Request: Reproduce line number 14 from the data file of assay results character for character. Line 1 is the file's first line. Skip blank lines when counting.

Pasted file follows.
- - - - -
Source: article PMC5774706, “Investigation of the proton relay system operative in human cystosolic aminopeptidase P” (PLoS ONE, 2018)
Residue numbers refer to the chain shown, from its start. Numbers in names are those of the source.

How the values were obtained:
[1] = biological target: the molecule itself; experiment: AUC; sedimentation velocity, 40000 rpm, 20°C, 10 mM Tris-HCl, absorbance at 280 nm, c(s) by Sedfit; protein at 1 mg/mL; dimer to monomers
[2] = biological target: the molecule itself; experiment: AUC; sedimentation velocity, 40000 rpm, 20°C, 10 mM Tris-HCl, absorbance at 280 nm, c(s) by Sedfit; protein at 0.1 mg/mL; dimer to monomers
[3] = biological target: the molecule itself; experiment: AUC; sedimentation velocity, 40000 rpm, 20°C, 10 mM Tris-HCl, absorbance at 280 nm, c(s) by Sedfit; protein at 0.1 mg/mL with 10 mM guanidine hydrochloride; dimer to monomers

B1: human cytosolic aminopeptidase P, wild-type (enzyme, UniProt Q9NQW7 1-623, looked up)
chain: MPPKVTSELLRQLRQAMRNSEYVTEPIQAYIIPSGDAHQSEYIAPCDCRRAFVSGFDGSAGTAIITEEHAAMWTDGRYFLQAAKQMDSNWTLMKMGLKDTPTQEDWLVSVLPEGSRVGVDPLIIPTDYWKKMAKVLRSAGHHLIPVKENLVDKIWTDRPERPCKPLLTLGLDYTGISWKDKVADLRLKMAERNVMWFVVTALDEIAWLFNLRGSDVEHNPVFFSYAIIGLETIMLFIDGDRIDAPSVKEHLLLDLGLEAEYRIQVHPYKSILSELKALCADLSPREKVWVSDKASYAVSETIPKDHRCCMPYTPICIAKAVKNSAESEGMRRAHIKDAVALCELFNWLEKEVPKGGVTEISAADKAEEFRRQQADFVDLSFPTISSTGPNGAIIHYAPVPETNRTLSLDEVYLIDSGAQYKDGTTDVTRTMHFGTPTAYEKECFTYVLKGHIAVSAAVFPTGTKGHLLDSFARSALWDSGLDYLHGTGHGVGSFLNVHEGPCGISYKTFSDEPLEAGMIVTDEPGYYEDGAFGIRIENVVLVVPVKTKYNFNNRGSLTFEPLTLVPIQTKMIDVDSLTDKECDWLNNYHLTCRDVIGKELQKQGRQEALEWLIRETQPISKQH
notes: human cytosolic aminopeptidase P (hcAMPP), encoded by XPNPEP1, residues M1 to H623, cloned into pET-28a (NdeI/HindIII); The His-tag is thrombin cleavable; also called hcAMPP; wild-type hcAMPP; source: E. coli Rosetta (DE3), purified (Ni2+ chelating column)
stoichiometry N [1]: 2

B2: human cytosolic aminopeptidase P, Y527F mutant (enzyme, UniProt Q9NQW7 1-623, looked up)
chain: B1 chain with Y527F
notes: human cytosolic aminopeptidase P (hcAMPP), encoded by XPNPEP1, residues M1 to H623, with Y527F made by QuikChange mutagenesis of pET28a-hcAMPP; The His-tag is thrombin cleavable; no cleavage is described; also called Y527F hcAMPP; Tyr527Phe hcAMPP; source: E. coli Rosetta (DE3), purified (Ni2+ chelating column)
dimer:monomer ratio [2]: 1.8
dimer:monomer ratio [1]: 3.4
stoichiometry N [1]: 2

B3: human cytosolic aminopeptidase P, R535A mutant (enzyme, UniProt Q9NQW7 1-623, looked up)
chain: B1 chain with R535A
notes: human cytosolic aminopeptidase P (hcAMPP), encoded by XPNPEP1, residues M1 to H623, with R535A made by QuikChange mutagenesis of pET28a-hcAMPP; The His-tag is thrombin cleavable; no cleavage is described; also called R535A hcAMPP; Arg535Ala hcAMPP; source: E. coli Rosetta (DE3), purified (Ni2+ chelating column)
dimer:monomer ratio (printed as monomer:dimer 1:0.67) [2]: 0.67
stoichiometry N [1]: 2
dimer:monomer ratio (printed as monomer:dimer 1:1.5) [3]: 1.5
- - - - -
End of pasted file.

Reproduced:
dimer:monomer ratio [2]: 1.8